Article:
Our history

2018 Annual Exhibition

Our Beginning 1945

The Art Centre was the initial idea of Mr George Veldsman, headmaster of St. Philips School. At the time, youngsters were troublesome in the streets and there was talk of more reformatories. In 1945 George Veldsman met with Sydney McKie and Ursula Strydom, teachers at the school and together they decided to do something about the problem. It was agreed to use the school and 13 teachers volunteered to instruct children in whichever activity the teacher was competent.

Activities included painting, needlework, clay-modelling and boxing, to name but a few. Thus 300 children began working in classrooms, and in the school hall – every week redirecting surplus energy into creative activity.

Year 1949

The Rotary Club donated ?100 towards the start of work and later the education authorities supplied some materials. After one year’s work the children’s paintings were exhibited in the Argus Gallery in Burg Street. The Education Department, finally in 1949 recognised the immense potential of an Art Centre, the first of its kind, to be a means of self-expression for Cape Town’s less privileged children.

 Year 1950

As early as 1950, the Art Centre was housed in a wonderful old building (recently disclosed to have previously been a synagogue) in Victoria Walk Woodstock.

Teaching was of an outstanding quality, the Principal was Sydney McKie, and the teachers, Ursula Strydom, Vernon Fisher, Esther Perkins and Joan Lawrence, and they catered for everyone:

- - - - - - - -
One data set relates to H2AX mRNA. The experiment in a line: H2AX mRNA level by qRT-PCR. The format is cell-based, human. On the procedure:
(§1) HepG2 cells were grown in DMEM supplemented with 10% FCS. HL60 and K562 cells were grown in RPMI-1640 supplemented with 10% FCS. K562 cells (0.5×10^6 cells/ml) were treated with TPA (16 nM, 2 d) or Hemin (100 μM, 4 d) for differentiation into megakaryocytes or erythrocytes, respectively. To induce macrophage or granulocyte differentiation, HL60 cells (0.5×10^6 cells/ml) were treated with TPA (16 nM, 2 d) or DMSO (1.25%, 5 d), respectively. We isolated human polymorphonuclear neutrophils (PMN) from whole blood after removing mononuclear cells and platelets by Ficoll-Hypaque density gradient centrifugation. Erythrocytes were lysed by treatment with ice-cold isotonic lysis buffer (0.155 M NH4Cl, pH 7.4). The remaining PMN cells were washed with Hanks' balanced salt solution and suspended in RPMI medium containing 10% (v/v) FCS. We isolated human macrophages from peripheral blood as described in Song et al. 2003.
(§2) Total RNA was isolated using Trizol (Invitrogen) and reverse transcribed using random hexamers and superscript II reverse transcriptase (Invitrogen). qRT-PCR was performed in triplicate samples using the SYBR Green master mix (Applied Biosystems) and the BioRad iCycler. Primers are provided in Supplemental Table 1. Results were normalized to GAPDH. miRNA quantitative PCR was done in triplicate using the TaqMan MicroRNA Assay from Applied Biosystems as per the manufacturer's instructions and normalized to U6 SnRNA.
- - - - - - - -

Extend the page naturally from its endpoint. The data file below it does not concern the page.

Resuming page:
• Grade R to Grade 12 – visual arts and crafts
  • Evening classes for adults offered painting, drawing and ceramics
  • Saturday classes for those unable to attend during the week
  • In-service teacher training programmes

 Year 1969

This progressive and growing institution was not to survive the wrath of the Group Areas Act. In 1969 the government decided that Woodstock Hospital needed to be extended and that the Art Centre, to be demolished and the land be used for the extension of the hospital. The Art Centre was demolished but sadly to-date the land is still vacant.

Year 1970

The Art Centre’s predicament was brought to the attention of a wonderful man, the Rev. John Forbes (later to become the Dean of Pietermaritzburg), at the time John Forbes was the Warden and Estate Manager of Zonnebloem. It was he who came to the rescue of the Art Centre, then headed by August J. Hopley, assisted by Vernon Fischer and Manora Isaacs, the Art Centre took up residence in a 3 room prefabricated building on the Zonnebloem Estate. Austere conditions aside – no running water and storage cupboards in the studios – the Art School survived and we returned to District Six.

Year 1986

Due to financial constraints, we merged with the Battswood Art Centre, losing our autonomy; we are now a satellite campus of Battswood Art Centre.

Year 1997

Mr Mills, the Estate Manager of the Zonnebloem Estate, granted the Art Centre – another prefabricated building, which comprises of 3 large studios with ablution facilities.

Year 2011

Ayesha Price was appointed as the first Principal after our autonomy was reached.

Year 2016 to current

Berenice Carelse-Plato was appointed Principal at the Art Centre and we have 6 educators teaching approximately 2500 learners from 6 primary schools in the immediate vicinity, and 1 high school.

  • Zonnebloem Girls Primary School
  • Zonnebloem Boys Primary School
  • Chapel Street Primary School
  • Holy Cross Primary School
  • Rahmaniyeh Primary School
  • Walmer Primary School
  • Zonnebloem Nest Senior

We are involved in the following programmes:

  • Outreach IMBALI programme at Kylemore/Stellenbosch
  • In-service teacher training
  • Programmes for Montessori Educators
  • Annual Exhibitions at school (FET & GET)
  • Iziko, Irma Stern, Zeitz and District Six Museum excursions

We are Governed by the Western Cape Education Department.